Tobin: Bengals won't be 'overly greedy' trying to trade No. 5 pick with 'premier players' in draft

The Cincinnati Bengals sit in an envious position in the 2021 NFL Draft, with the ability to sit tight at No. 5 and select one of the top non-quarterback talents available or trade down if the opportunity arises.

While many teams with QBs seek to move down to stack draft capital, Bengals director of player personnel Duke Tobin on Monday indicated that Cincinnati wouldn’t sell its spot in the draft and risk missing a top-tier talent.

“We feel we’re in a good spot. We’re going to be careful not to be overly greedy and get out of a spot where we maybe lose a premier player, and we feel like we can get one of the premier players in this draft,” Tobin told the team’s official website. “We feel there are enough guys with the fifth pick in the draft to get a real guy that we feel comfortable with. And hits in a position of need.”

Look no further than the Miami Dolphins trading down from No. 3 with San Francisco to No. 12 overall, then flipping that pick with Philadelphia to get back into the Top 6 to see how NFL front offices evaluate the upper-echelon players in this year’s draft. Tobin doesn’t want to move out of a position to snag one.

With three QBs certain to go with the first three picks, the Atlanta Falcons at No. 4 could take their signal-caller of the future or draft for positional value. Either way, the Bengals are in a spot to take a potential game-changing talent.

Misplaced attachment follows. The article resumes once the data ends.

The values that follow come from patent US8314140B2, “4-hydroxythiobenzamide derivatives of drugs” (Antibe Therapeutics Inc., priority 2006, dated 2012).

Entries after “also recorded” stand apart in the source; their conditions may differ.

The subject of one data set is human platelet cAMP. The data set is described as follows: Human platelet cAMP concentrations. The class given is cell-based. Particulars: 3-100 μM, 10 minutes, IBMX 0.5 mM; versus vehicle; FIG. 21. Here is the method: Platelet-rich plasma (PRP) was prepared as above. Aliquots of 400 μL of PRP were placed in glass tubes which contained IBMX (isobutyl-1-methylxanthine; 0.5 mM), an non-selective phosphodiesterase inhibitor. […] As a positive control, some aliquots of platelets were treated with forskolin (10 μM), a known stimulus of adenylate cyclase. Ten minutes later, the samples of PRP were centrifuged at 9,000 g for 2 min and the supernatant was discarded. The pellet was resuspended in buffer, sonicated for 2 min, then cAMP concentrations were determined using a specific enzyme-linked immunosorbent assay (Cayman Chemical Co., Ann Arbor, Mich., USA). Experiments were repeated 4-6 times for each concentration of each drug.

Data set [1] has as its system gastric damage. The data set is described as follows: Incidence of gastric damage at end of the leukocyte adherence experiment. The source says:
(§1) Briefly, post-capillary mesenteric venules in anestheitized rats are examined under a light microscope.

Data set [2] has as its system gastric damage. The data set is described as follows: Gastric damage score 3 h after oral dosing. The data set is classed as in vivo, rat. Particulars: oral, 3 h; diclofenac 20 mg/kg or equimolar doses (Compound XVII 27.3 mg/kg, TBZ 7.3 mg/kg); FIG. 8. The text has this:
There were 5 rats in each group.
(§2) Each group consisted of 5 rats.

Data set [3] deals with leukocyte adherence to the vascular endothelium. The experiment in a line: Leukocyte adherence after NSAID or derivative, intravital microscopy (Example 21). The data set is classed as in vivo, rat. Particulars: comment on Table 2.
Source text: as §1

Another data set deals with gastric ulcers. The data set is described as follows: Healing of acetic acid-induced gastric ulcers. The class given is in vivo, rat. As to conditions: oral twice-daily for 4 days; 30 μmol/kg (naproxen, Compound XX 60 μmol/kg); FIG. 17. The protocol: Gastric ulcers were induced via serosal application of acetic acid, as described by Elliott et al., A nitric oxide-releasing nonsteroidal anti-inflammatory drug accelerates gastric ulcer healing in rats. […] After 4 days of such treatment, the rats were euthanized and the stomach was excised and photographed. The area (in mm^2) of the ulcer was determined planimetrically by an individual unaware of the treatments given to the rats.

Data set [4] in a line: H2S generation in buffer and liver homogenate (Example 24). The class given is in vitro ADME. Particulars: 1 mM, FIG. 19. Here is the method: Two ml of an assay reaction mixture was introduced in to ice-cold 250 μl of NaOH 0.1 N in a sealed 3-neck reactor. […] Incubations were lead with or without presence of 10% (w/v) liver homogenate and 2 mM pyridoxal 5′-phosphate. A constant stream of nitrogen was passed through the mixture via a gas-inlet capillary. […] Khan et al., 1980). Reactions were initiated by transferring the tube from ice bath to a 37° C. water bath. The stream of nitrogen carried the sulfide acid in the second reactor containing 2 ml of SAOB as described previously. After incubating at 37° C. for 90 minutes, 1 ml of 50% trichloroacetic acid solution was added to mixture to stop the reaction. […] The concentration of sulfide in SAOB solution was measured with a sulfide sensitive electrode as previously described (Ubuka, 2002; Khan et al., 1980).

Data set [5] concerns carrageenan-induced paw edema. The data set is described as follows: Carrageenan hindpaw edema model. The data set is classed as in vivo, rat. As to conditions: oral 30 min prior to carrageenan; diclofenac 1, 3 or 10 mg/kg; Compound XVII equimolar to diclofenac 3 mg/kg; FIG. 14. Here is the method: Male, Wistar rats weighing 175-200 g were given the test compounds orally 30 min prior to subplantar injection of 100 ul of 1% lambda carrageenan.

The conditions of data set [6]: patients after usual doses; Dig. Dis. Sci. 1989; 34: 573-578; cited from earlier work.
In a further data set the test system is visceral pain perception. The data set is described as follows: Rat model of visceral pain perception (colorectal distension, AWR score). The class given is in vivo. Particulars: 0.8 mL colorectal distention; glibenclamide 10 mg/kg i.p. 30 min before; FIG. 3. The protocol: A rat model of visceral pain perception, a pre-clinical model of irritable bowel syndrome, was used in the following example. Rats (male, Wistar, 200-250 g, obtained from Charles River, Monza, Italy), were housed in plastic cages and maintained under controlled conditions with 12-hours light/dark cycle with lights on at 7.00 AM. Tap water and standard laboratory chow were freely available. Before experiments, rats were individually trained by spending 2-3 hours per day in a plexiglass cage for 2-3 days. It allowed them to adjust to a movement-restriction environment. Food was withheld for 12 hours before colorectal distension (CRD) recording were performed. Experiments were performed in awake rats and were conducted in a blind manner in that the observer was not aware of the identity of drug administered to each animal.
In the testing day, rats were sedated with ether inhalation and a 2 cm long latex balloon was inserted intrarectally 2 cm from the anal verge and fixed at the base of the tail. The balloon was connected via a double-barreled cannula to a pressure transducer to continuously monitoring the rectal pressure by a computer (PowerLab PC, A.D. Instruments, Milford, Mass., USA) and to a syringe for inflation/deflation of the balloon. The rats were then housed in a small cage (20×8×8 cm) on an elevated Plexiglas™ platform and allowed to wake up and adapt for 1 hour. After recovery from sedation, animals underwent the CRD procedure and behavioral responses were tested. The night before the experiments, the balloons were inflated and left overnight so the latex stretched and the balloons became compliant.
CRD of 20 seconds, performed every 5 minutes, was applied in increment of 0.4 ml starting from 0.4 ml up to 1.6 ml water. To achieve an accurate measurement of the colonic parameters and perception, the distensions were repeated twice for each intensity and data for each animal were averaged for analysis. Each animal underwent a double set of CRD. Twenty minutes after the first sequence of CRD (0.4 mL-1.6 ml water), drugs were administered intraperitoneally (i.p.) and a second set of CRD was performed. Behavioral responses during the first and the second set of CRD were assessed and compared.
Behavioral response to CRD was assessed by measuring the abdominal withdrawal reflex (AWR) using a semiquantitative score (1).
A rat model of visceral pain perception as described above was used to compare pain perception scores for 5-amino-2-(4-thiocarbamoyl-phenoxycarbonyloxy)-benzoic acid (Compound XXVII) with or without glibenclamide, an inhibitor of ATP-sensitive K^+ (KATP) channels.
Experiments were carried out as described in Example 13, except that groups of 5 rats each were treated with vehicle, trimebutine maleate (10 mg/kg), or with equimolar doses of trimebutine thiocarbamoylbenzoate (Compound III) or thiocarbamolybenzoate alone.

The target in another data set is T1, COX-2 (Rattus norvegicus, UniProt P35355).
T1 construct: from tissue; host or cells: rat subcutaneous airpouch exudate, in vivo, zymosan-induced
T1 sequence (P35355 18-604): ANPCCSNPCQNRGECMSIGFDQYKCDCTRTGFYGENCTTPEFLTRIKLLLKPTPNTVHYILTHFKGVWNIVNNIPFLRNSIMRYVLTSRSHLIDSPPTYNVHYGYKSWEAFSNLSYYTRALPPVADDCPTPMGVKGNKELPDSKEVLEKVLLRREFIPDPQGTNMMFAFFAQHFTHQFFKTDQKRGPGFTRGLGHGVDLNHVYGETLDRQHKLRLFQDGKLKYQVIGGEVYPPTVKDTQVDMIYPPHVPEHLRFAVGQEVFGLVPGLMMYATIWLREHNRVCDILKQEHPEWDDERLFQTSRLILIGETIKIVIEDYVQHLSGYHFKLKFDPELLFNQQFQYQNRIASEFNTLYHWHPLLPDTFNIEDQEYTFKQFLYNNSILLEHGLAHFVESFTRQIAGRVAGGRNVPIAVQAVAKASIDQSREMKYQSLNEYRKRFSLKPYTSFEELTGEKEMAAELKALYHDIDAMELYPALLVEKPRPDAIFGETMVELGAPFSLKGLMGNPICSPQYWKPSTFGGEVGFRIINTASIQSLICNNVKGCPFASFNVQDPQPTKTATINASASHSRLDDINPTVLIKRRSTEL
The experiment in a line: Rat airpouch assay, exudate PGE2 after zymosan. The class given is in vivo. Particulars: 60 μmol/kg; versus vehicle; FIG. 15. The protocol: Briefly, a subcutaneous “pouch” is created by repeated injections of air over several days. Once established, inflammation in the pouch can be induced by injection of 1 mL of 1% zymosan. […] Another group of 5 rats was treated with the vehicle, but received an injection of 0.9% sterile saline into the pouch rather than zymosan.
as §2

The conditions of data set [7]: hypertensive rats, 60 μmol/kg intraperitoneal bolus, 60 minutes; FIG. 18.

The top three players most often linked to Cincy are LSU wide receiver Ja’Marr Chase, Oregon left tackle Penei Sewell, and Florida tight end Kyle Pitts.

“All three are high-level prospects at the top of the draft and guys we feel like could fit us and make us a better team,” Tobin said.

All three would also fill positions of need.

The debate between adding a weapon for Joe Burrow like Chase or Pitts or upgrading a porous offensive line is one of the most interesting discussions ahead of the draft. There are valid points to either plan.

The Bengals have two very good wideouts in Tyler Boyd and Tee Higgins, but Chase is the type of difference-making athlete that would evolve Cincy’s dangerous weaponry. The club doesn’t have anyone close to Pitts’ ability in the tight end room. And Sewell could represent a massive upgrade to one of the worst offensive lines in the league.

Tobin suggested if Sewell isn’t the pick at No. 5, the Bengals scouting staff believes there are starting linemen that should be available later in the draft.

“There are guys that will be available in the second, third rounds that have starter grades on them,” he said. “Maybe they’ll last longer than that, too. It’s a position group we’ve been focused on, and we think having healthy guys there and the addition of Riley Reiff, we think we’re in a better spot than we were, and there’ll be additions.”

Tobin’s comments suggest Chase or Pitts could be the first-round pick with the belief that the line can be addressed, perhaps with the No. 38 overall selection.

At this point in the game, it can’t be discounted that Tobin is blowing smoke to hide his true intentions. But the Bengals taking a playmaker first then solidifying the interior of the offensive line in Round 2 would be a big win for Burrow and the offense.

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